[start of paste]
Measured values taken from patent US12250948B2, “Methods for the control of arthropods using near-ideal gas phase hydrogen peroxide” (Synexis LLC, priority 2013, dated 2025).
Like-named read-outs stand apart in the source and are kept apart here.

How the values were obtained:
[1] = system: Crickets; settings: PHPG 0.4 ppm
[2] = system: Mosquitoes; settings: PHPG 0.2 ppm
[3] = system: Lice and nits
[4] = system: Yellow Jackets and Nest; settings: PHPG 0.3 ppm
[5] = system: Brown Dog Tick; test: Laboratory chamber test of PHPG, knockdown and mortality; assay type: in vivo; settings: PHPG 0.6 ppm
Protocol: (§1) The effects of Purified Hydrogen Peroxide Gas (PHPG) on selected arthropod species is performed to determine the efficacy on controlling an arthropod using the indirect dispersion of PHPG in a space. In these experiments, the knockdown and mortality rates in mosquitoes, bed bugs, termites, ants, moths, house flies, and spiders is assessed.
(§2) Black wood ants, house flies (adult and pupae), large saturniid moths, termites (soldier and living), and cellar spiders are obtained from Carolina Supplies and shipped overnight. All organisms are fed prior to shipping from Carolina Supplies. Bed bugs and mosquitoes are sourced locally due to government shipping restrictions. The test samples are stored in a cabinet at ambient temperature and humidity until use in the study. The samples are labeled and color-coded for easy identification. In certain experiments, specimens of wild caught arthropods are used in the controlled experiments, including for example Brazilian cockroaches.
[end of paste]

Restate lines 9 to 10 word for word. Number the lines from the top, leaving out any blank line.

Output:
Protocol: (§1) The effects of Purified Hydrogen Peroxide Gas (PHPG) on selected arthropod species is performed to determine the efficacy on controlling an arthropod using the indirect dispersion of PHPG in a space. In these experiments, the knockdown and mortality rates in mosquitoes, bed bugs, termites, ants, moths, house flies, and spiders is assessed.
(§2) Black wood ants, house flies (adult and pupae), large saturniid moths, termites (soldier and living), and cellar spiders are obtained from Carolina Supplies and shipped overnight. All organisms are fed prior to shipping from Carolina Supplies. Bed bugs and mosquitoes are sourced locally due to government shipping restrictions. The test samples are stored in a cabinet at ambient temperature and humidity until use in the study. The samples are labeled and color-coded for easy identification. In certain experiments, specimens of wild caught arthropods are used in the controlled experiments, including for example Brazilian cockroaches.